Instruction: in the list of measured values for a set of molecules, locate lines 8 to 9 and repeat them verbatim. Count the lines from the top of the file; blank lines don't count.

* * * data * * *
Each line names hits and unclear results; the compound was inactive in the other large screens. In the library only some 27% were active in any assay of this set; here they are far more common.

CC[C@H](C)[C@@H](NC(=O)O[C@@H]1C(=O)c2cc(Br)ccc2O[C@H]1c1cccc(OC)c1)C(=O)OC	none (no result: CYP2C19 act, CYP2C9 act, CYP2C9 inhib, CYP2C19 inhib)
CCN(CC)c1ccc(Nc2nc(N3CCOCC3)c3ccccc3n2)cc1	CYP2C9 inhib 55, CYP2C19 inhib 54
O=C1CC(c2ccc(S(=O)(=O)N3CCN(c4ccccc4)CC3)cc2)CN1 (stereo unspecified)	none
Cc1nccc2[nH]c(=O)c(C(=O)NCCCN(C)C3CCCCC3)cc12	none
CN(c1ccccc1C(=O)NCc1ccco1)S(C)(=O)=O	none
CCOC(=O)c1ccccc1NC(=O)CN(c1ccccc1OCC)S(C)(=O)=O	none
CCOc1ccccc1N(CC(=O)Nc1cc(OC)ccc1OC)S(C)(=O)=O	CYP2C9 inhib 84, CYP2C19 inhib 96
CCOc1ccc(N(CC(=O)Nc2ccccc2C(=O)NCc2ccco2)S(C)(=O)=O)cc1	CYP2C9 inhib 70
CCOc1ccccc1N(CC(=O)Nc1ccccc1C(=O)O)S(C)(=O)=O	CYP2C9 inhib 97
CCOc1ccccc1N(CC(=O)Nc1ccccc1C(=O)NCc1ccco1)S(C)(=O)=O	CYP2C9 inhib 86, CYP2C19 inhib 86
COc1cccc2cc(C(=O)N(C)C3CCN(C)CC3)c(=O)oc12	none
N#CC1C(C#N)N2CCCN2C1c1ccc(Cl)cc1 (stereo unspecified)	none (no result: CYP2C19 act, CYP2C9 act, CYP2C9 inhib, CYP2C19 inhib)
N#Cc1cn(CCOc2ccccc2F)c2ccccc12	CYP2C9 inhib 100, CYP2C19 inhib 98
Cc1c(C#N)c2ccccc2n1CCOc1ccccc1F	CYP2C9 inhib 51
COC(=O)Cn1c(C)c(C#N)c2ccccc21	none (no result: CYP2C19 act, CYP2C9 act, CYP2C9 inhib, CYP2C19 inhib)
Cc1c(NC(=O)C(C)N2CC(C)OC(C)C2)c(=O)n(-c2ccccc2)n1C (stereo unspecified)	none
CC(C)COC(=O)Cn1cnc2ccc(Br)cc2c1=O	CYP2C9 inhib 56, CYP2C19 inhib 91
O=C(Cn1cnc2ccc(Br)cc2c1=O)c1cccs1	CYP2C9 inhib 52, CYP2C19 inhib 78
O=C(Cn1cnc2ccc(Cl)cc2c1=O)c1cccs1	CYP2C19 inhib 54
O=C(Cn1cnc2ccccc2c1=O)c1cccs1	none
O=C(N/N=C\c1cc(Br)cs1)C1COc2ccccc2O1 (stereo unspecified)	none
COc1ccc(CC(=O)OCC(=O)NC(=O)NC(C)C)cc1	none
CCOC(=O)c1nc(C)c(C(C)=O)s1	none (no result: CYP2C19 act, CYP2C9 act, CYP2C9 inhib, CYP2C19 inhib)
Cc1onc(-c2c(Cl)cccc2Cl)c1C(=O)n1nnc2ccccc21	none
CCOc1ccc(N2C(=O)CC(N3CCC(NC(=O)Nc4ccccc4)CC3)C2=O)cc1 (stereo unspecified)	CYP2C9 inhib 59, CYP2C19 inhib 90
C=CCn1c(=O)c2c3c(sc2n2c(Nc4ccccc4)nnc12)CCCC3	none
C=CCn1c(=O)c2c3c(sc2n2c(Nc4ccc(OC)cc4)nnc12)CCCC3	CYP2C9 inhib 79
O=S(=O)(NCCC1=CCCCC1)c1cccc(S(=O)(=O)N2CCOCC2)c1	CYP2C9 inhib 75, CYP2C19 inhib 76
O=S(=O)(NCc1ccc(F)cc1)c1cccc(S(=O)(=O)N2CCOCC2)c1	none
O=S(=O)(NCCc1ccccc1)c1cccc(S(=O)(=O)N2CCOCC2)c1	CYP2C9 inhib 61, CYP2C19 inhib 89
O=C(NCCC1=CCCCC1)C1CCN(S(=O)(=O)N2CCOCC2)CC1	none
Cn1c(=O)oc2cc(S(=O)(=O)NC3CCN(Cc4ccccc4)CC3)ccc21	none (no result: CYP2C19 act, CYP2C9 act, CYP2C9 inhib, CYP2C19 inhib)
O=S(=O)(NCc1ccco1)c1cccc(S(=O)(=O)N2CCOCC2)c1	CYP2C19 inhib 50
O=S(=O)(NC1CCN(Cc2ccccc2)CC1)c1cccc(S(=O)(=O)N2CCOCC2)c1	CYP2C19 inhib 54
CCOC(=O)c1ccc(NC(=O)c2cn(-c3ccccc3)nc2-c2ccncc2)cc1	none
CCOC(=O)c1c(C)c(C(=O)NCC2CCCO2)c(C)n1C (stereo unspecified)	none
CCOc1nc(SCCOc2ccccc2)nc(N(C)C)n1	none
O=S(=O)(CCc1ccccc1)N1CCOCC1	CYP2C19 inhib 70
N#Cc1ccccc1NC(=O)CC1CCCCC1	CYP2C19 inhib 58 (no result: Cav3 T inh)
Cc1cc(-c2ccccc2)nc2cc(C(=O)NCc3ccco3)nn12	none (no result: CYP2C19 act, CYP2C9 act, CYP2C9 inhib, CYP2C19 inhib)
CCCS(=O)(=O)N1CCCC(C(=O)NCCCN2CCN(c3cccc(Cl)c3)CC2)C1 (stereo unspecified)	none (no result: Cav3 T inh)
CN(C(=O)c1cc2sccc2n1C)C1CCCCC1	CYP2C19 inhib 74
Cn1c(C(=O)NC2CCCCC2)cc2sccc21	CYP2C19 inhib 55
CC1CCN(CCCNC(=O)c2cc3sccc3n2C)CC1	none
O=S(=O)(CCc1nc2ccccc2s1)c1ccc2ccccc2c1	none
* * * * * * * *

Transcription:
CCOc1ccccc1N(CC(=O)Nc1cc(OC)ccc1OC)S(C)(=O)=O	CYP2C9 inhib 84, CYP2C19 inhib 96
CCOc1ccc(N(CC(=O)Nc2ccccc2C(=O)NCc2ccco2)S(C)(=O)=O)cc1	CYP2C9 inhib 70